Cancer Care Team Roles

Head and neck cancer is likely to be managed by a team of health care professionals. You may see some of these team players only once or for a short duration, whereas others you may see during most of the treatment course. There are some members of the team, such as a pathologist or a head and neck radiologist, that you may never meet at all, but expertise in evaluating your pathologic slides or your imaging studies may be vitally important.

Who should be on this team? Whether or not you have some of these members on your team depends on your individual treatment plan. You may only require surgery and not need radiation, so you may only work with a surgeon and not a radiation oncologist. Your cancer care team may include the following team members:

  • Registered nutritionist: Ideally, a registered dietitian should assess the patient at baseline and periodically throughout his or her disease course. The dietitian will provide strategies to deal with treatment side effects. In addition, the dietitian may need to be consulted if a patient loses a significant amount of his or her ideal body weight.
  • Speech pathologist: A baseline assessment of swallowing in addition to the ability to speak should be evaluated.The speech pathologist will recommend strategies and exercises to be performed during treatment and post-treatment to maintain or improve swallowing and speaking function. Many patients need rehabilitation with a speech pathologist post-treatment. Between 34 to 70 percent of head and neck patients will develop speech impairment during the course of their treatment.
  • Cytopathologist: A health care professional who uses a microscope to evaluate cells.
  • Pathologist: A health care professional who uses a microscope to evaluate tissue; a pathologist will play a role in diagnosing the disease.
  • Radiologist: A health care professional who specializes in evaluating images and will evaluate extensiveness of the disease; this health care professional will also play a role in diagnosing the disease.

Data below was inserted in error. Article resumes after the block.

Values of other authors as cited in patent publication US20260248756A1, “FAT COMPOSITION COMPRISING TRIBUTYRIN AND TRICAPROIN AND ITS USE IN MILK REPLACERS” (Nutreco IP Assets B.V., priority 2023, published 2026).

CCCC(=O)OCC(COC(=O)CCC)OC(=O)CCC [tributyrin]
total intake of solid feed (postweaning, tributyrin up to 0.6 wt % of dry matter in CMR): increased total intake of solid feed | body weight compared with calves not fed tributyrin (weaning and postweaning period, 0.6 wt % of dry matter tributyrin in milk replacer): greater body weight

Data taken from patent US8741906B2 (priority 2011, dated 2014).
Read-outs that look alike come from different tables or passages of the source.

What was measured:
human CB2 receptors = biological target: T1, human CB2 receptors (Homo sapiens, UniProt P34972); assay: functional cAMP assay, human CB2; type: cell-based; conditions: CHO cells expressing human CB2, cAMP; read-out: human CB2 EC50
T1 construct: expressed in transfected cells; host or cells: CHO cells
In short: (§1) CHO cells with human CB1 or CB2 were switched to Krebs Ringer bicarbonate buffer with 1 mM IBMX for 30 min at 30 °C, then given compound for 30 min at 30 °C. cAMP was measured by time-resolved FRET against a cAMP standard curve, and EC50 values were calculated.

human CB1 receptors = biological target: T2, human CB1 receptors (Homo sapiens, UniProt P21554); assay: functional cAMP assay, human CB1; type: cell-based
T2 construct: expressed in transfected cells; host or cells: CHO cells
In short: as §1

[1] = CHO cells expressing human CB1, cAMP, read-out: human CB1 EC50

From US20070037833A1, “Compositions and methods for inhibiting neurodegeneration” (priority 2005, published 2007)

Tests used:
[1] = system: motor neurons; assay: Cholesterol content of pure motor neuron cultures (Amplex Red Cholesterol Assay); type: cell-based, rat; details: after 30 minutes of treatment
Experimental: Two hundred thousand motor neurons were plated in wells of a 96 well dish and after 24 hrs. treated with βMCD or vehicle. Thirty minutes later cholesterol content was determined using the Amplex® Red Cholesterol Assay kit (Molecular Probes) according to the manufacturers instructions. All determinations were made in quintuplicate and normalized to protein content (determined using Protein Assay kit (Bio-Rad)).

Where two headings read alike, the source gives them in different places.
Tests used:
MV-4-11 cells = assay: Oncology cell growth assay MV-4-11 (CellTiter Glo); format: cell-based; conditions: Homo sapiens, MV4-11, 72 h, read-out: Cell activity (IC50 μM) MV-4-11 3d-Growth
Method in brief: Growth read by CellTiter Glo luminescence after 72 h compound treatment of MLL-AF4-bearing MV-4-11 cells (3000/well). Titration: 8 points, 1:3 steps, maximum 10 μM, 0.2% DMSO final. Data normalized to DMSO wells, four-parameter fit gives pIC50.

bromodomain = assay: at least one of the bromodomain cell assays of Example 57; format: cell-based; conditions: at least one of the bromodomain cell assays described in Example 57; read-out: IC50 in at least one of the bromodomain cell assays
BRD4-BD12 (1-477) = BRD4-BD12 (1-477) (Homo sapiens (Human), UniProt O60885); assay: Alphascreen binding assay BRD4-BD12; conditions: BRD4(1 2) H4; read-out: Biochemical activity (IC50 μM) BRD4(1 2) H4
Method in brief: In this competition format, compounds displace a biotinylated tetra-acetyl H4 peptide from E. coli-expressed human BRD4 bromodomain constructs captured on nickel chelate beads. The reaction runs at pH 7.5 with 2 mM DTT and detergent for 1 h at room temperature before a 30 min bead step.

• Radiation oncologist: A physician who uses radiation therapy to treat cancer.
  • Surgeon: A physician who will physically cut the tumor out of the patient and/or reconstruct anatomic structures compromised from the removal of the tumor.
  • Prosthodontist/dentist: Radiation can cause cavities, so you may wish to consult a dentist before treatment.You might need to consult a prosthodontist since teeth, parts of the jaw or other structures such as the nose or the ear may need to be removed to treat the cancer, and a prosthodontist specializes in creating a prosthesis to help you restore functions that may have been affected by your surgery.
  • Medical oncologist: A physician who specializes in several aspects of cancer care, such as diagnosis and the management of cancer (e.g., chemotherapy). The medical oncologist is likely to be a specialist who you will interact with at several points during your cancer journey.
  • Social worker: Works with the patient and the patient’s caregivers to address their psychological well being.

Other health care professionals may work with you and/or the cancer care team, depending on your needs. For example, a psychiatrist may be part of the team. Alternatively, an addiction specialist may be a member of your team.
These nurses, they do much, much more than provide medical care. They are counselors and friends at the same time. Lynn H. (wife of a tongue cancer survivor)